Doesn’t it seem like the UC industry has been talking about a world of communications-enabled applications for over a decade now? This is where in-house developers and independent software vendors (ISVs) will drop UC features into business applications to create new business processes and the companies that build them get a significant jump on the competition. Almost everyone I talk to agrees this is what should happen and that the value is there if companies were to adopt it. But, as the old saying goes, if “ifs and buts were candies and nuts, we would all have a very merry Christmas.” So far, we haven’t seen the flood of communications-enabled applications under the old Christmas tree for the UC industry. Oh sure, every company can point to a cool app here and there, but it’s certainly not mainstream.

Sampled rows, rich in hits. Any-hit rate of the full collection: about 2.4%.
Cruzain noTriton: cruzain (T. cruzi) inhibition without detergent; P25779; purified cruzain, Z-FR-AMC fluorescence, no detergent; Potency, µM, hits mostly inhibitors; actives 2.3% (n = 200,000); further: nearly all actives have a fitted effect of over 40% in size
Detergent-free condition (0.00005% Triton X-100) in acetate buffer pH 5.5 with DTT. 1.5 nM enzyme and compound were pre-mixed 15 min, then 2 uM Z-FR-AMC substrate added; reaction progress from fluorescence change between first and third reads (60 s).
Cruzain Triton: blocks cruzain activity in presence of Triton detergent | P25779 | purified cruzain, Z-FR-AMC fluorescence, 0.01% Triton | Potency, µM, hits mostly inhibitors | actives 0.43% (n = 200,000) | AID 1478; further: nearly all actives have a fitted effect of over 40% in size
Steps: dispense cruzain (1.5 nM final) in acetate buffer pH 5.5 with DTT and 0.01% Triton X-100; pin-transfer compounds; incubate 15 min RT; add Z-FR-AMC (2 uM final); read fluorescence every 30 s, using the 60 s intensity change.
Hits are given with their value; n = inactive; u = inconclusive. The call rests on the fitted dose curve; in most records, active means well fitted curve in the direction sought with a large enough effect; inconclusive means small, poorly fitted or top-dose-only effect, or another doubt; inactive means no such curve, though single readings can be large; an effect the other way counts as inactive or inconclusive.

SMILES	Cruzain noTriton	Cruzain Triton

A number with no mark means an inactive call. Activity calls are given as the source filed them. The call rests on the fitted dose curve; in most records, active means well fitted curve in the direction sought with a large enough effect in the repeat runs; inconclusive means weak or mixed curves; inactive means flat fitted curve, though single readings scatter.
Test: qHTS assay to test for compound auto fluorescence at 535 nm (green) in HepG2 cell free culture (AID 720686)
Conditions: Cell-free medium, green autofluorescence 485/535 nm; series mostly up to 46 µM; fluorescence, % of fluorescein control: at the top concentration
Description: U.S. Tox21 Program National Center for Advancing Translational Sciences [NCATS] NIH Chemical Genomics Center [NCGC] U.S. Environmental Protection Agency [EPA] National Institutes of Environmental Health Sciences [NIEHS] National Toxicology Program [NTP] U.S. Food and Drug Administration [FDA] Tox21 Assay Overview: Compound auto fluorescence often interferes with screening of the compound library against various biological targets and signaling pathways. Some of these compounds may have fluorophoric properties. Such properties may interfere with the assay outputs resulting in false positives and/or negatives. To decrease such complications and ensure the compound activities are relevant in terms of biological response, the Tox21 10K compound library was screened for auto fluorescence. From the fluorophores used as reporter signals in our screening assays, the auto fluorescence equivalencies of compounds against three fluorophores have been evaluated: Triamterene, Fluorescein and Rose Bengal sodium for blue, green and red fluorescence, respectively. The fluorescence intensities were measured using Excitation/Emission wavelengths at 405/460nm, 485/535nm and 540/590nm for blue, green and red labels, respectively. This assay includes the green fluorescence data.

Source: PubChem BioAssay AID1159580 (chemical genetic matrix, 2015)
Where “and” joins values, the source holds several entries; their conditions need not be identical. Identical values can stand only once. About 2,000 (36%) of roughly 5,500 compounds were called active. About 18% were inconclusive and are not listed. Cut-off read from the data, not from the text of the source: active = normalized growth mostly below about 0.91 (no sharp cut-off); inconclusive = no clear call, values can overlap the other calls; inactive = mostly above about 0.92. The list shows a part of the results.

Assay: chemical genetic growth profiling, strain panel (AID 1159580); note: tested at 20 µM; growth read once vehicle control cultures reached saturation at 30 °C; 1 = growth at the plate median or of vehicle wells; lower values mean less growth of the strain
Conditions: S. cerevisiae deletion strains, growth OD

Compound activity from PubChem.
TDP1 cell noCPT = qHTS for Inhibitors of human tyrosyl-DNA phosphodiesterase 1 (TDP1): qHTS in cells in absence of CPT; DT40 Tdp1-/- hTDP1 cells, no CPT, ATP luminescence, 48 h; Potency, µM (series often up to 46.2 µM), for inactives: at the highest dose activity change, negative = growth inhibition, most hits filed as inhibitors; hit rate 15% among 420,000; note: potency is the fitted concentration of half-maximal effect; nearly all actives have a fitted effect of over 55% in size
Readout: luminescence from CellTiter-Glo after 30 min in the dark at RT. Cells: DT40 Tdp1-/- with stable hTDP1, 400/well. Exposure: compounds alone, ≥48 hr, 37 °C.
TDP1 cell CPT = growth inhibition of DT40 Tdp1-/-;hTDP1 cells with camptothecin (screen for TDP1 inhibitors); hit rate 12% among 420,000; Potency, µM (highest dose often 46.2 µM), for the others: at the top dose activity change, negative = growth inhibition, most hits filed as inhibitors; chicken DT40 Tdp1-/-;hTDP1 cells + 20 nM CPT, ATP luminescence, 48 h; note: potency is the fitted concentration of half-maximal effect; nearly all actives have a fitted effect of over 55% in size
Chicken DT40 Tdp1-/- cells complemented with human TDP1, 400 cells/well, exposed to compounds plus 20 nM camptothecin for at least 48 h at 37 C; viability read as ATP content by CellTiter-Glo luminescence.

So why is this? Well, in my opinion, it’s too hard to build these things. For all the talk, the communication industry requires high levels of telephony knowledge and some experience with CTI to be able to build these. That means only the communication-savvy developers can do this, limiting the number of companies that even want to attempt to build these types of applications. A good analogy is the early days of the web. Before all these visual tools, the web was built on sites designed by developers that could code in raw HTML. Want to drop a box on the site? Well, go build one. If you want to bold a word, you don’t highlight it and click bold, but rather <b> bold this way </b>. The hardcore developers who worked with HTML day-in-and-day-out could build websites, but mass adoption really didn’t begin until web development got significantly easier.